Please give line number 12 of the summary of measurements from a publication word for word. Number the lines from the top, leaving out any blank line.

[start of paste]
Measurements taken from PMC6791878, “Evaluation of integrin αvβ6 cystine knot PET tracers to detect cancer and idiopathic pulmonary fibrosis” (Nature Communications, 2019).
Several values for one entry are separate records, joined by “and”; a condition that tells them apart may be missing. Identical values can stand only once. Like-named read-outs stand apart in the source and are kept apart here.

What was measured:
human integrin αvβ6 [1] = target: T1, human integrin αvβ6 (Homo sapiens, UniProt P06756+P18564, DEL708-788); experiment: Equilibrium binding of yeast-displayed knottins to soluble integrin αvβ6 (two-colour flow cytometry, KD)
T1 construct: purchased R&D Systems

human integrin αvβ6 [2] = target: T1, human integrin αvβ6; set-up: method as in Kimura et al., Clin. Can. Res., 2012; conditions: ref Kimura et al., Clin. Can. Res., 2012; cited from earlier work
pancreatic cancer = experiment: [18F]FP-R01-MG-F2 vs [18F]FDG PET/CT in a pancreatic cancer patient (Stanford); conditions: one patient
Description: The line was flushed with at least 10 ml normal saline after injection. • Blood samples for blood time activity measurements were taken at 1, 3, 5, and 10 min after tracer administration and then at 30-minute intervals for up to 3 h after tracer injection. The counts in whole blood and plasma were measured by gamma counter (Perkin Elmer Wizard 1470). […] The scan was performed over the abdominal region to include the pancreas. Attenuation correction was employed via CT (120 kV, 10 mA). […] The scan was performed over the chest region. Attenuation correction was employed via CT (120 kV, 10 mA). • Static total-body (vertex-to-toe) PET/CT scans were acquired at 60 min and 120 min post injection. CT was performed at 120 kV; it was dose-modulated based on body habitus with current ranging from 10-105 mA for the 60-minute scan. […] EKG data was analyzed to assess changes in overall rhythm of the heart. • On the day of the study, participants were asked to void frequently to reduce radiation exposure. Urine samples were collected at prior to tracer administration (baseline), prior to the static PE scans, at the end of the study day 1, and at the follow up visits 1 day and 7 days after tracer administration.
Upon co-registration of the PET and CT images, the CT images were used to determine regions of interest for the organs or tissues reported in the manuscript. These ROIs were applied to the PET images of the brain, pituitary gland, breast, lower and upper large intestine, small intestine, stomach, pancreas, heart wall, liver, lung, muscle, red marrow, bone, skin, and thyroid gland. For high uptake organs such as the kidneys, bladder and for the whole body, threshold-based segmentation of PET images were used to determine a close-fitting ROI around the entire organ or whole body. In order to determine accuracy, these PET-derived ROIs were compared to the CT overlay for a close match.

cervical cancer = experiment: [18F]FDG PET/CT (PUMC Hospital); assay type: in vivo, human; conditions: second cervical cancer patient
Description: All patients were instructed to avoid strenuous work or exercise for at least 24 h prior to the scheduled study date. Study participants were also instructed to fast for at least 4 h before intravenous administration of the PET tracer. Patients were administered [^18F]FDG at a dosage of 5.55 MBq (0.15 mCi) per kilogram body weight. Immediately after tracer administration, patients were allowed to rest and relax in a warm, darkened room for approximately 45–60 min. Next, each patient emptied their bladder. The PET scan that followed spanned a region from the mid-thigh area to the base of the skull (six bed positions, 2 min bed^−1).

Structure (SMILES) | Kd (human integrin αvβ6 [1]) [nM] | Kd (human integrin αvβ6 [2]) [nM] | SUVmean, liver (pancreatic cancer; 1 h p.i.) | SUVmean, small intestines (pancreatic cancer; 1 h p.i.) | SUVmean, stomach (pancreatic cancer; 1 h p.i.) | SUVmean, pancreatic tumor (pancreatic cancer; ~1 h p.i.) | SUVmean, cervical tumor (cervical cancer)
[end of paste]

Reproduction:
Structure (SMILES) | Kd (human integrin αvβ6 [1]) [nM] | Kd (human integrin αvβ6 [2]) [nM] | SUVmean, liver (pancreatic cancer; 1 h p.i.) | SUVmean, small intestines (pancreatic cancer; 1 h p.i.) | SUVmean, stomach (pancreatic cancer; 1 h p.i.) | SUVmean, pancreatic tumor (pancreatic cancer; ~1 h p.i.) | SUVmean, cervical tumor (cervical cancer)